The American Promise, Ch 10 Outline

The American Promise Value Edition, Combined Version (Volumes I & II): A History of the United States

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I. Jefferson's Presidency A. Turbulent Times: Election and Rebellion 1. In the election of 1800, results remained uncertain from November to February 1801 as voters in the electoral college, using the single balloting system to choose both president and vice president, gave equal numbers of votes to Jefferson and to his running mate, Senator Aaron Burr. 2. Because Aaron Burr refused to concede the presidency to Jefferson, the election moved to the Federalist-dominated House of Representatives for a decision. 3. Some Federalists preferred Burr, but Alexander Hamilton thought he would be more dangerous than Jefferson in the presidency. 4. Of the nine votes needed to win, Jefferson had the votes of eight states on the first ballot; it took thirty-six more ballots and six days to get the ninth vote in his column. 5. The election of 1800 demonstrated that the leadership of the nation could shift from one group to a distinctly different one in a peaceful transfer of power affected by ballots, not bullets. 6. As the country struggled over its white leadership crisis, a twenty-four-year-old slave, named Gabriel, who worked as a blacksmith, plotted a rebellion in Virginia. 7. Betrayed to authorities by a few nervous slaves, Gabriel's revolt never materialized, but it scared white Virginians, and in September and October they hanged twenty-seven black men for contemplating rebellion until Jefferson advised Governor Monroe that the hangings had gone far enough. B. The Jeffersonian Vision of Republican Simplicity 1. Jefferson sidestepped the problem of slavery and turned his attention to establishing a mode of governing that was in clear contrast to that of the Federalists. 2. Once in office, Jefferson emphasized unfussy frugality and a casual style. 3. Jefferson's paramount goal was to scale back the exercise of federal power and promote policies that would foster the independence of ordinary American citizens. 4. In Jefferson's vision, the source of true liberty in America was the independent farmer, someone who owned and worked his land both for himself and for the market. 5. Jefferson set out to dismantle Federalist innovation, reducing the sizes of the army and navy, abolishing all federal internal taxes, and reducing the national debt through customs duties and the sale of western lands. 6. A properly limited federal government, according to Jefferson, was responsible merely for running a postal system, maintaining federal courts, staffing lighthouses, collecting customs duties, and conducting a census once every ten years. C. The Judiciary and the Midnight Judges 1. John Adams seized the short time between his election defeat and Jefferson 's inauguration to appoint 217 Federalist men to various judicial, diplomatic, and military posts.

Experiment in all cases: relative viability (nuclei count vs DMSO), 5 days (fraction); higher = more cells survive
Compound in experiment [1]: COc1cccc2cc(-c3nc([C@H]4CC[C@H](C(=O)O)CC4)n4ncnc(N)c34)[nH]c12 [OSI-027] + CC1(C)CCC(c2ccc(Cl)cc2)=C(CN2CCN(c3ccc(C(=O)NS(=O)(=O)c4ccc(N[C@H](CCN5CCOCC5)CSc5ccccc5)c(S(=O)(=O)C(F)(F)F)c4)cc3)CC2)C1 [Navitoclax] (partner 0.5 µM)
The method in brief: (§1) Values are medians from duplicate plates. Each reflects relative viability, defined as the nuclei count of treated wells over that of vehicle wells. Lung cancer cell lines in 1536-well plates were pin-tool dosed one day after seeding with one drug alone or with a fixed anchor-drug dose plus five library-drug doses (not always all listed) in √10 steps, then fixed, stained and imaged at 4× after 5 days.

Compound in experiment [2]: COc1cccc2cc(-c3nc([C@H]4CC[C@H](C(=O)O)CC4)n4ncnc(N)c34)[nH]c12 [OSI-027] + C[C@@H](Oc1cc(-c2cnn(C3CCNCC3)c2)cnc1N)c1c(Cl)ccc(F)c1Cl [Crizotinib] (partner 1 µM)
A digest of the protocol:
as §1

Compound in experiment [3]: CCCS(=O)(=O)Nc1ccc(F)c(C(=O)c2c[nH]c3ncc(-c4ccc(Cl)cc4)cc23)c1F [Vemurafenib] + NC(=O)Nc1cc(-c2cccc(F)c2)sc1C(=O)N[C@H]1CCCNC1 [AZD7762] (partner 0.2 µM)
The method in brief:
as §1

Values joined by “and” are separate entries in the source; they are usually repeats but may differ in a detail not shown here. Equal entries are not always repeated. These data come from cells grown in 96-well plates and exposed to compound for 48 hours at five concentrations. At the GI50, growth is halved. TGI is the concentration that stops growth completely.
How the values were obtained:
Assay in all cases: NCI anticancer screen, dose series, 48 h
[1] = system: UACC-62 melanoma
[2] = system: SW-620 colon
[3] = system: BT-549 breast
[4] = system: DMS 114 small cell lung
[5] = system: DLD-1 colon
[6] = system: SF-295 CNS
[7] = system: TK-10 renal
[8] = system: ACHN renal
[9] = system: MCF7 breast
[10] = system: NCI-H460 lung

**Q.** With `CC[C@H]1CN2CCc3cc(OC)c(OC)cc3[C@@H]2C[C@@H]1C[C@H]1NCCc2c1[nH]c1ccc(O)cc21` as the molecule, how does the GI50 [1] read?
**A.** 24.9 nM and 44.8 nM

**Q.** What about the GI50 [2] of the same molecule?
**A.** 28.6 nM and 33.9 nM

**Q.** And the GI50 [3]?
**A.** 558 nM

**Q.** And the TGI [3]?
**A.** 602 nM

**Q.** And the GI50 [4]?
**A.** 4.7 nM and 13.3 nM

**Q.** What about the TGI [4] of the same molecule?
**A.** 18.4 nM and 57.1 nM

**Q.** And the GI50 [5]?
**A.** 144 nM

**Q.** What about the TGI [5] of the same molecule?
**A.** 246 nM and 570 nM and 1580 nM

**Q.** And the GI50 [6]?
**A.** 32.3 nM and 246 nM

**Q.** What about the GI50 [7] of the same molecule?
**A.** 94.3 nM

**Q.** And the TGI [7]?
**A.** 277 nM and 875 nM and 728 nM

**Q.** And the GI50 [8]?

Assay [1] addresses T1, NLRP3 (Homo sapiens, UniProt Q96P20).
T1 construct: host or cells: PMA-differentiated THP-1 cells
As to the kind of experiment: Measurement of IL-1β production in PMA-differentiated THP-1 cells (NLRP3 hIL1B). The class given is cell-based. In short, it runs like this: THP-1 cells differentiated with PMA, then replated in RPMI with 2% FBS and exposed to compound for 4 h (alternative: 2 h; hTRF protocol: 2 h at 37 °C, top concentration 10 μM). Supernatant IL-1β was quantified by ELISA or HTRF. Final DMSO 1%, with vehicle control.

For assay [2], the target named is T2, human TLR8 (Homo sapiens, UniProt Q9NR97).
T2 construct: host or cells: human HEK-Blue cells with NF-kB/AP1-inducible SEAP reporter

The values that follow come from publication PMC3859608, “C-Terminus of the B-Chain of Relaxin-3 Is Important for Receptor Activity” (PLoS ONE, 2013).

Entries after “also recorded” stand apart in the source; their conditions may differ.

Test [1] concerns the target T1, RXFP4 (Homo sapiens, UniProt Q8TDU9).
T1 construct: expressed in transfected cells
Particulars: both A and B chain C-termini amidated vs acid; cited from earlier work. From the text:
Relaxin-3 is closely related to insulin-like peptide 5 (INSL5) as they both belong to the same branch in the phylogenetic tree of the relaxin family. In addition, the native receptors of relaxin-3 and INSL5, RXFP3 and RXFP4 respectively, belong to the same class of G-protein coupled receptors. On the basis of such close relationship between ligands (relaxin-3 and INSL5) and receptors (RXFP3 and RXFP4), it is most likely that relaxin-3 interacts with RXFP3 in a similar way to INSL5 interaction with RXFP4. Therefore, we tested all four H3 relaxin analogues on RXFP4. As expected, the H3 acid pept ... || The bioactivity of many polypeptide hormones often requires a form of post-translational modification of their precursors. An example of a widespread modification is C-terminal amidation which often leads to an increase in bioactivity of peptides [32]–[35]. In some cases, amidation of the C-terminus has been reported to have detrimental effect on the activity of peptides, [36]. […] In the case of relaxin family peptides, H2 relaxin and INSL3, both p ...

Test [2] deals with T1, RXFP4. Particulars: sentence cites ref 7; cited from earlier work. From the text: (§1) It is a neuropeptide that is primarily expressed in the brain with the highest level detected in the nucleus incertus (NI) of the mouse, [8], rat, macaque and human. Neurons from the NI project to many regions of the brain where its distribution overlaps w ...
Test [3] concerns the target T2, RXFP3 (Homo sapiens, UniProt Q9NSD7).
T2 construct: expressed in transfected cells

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2. Most of this windfall of appointments came to Adams as a result of the Judiciary Act of 1801, which revised the original Judiciary Act of 1789, and authorized sixteen, instead of six, circuit courts, each headed by a new judge, and reduced the Supreme Court from six to five judges.
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